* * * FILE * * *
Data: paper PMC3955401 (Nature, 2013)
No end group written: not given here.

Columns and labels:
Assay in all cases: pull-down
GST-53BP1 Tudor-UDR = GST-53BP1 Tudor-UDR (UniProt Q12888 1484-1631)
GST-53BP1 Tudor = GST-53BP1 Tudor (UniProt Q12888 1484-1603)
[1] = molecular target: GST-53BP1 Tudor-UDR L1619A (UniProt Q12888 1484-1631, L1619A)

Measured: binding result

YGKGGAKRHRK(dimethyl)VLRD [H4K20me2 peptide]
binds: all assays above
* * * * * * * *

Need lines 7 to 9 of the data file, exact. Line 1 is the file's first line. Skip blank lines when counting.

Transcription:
[1] = molecular target: GST-53BP1 Tudor-UDR L1619A (UniProt Q12888 1484-1631, L1619A)

Measured: binding result

YGKGGAKRHRK(dimethyl)VLRD [H4K20me2 peptide]